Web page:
The decision to escalate the UK terror threat level to “severe” was a “precautionary measure” following Islamist attacks in Austria and France, Home Secretary Priti Patel said.
The change means that an attack on UK soil is now deemed “highly likely”.
It comes after gunmen, believed by Austrian police to have an Islamist motive, killed three people and left several wounded on Monday night as they went on a shooting spree through Vienna armed with an assault rifle, carrying other handguns, and wearing a fake explosive belt.
The attack happened on the eve of Austria entering a coronavirus lockdown – a move England will emulate on Thursday after Prime Minister Boris Johnson announced bars, restaurants and most other hospitality venues will have to shut for four weeks until December 2 in a bid to stifle the rate of the virus’ transmission.
In a statement, Ms Patel said: “The Joint Terrorism Analysis Centre has this afternoon changed the threat level from terrorism from substantial to severe.
“The British people should be alert but not alarmed.
“This is a precautionary measure following the horrific events of the last week in France and last night in Austria and is not based on a specific threat.
“We have already taken significant steps to amend our powers and strengthen the tools for dealing with the developing terrorist threats we face.
The Joint Terrorism Analysis Centre has changed the UK terror threat level from substantial to severe.
This is a precautionary measure and is not based on any specific threat.
The public should continue to remain vigilant and report any suspicious activity to the police. pic.twitter.com/XJa0gXetee
— Priti Patel (@pritipatel) November 3, 2020
“That process will continue and the British public should be in no doubt that we will take the strongest possible action to protect our national security.”
She said the country faced a “real and serious threat” from terrorism and called for the “public to remain vigilant” and to report suspicious activity.
The terror threat level was lowered to “substantial”, meaning an attack was thought to be likely rather than highly likely, in November 2019.
But recent events in Austria and France have convinced terror experts that there is now a greater risk of an attack on Britain.
The Vienna incident saw several shots fired shortly after 8pm local time in a city centre street, with police identifying six different shooting locations.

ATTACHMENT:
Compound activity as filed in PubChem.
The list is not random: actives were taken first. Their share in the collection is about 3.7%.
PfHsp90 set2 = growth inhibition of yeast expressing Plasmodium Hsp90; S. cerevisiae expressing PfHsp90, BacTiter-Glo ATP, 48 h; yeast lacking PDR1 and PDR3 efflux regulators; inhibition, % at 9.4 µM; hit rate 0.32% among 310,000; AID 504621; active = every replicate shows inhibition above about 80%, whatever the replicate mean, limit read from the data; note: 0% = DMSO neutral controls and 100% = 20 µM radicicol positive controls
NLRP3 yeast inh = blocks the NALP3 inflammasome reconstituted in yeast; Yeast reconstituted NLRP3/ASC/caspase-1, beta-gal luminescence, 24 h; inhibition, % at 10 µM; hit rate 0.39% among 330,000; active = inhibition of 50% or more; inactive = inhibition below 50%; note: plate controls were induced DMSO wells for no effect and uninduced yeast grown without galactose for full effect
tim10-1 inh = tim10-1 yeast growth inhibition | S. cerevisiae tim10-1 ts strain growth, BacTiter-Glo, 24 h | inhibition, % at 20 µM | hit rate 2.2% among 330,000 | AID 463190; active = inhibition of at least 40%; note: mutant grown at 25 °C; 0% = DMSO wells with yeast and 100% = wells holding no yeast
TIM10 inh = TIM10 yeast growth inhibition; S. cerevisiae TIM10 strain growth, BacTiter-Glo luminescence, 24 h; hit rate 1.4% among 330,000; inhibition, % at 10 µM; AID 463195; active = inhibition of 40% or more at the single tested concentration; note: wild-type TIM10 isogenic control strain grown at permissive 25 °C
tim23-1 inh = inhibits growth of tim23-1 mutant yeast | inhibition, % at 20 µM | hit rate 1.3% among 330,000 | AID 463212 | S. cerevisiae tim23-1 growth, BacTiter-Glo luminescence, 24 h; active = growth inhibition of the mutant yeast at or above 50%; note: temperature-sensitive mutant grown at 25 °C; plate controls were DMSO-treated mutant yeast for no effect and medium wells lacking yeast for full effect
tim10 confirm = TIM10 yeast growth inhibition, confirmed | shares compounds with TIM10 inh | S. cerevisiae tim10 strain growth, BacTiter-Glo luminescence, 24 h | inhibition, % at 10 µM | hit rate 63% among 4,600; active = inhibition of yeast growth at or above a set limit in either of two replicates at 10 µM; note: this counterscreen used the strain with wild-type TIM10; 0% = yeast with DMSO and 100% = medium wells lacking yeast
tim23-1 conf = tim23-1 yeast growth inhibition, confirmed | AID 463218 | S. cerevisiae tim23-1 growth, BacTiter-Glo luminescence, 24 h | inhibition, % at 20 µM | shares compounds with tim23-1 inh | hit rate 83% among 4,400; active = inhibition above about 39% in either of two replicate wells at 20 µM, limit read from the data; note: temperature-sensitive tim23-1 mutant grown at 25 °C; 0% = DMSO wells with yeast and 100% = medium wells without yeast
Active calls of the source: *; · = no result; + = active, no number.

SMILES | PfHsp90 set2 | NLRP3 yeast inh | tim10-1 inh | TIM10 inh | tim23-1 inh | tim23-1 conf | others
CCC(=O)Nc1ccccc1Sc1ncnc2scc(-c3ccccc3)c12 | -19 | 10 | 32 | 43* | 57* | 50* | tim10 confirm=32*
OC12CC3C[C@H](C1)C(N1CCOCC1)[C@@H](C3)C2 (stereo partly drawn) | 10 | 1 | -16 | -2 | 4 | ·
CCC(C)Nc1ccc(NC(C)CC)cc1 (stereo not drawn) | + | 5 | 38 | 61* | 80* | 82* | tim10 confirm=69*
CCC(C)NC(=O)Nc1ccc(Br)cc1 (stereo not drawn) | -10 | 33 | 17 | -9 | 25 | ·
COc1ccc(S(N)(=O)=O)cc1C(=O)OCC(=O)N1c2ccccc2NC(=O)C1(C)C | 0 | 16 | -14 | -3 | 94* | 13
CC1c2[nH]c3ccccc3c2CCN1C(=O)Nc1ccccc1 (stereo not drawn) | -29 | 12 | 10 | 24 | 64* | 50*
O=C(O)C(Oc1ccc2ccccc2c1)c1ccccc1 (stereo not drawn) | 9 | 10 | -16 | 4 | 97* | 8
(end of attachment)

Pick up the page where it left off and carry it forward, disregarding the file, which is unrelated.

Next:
Eyewitnesses reported seeing gunmen open fire on people sitting outside bars, with one suggesting as many as 100 rounds were fired.
One attacker was shot dead by police and authorities are trying to determine if others may be on the run.
In France, three people were killed in a knife attack at a church in Nice last month, and teacher Samuel Paty was beheaded in a Paris suburb amid outrage over the country’s defence of cartoons mocking the prophet of Islam.
Assistant Commissioner Neil Bas, UK head of counter-terrorism policing, said officers would be deployed to “certain locations” as part of the “severe” terror threat grading.
He said: “We have activated the established planning mechanisms across the police service, which will lead to enhanced protection and preparedness.
“Some of this will be visible and involve additional police officers being deployed to certain places and locations, which the public can expect to see over the coming days.
“From this afternoon we will begin to increase our levels of visible patrols and implement other security and protection measures.”
Labour shadow home secretary Nick Thomas-Symonds said: “This decision should not cause undue alarm but shows the importance of people continuing to be vigilant.”
The Prime Minister’s official spokesman told reporters the Vienna shootings were not discussed at Cabinet on Tuesday, but that the Home Office had offered its counter-terror expertise to “help Austria with their investigation”.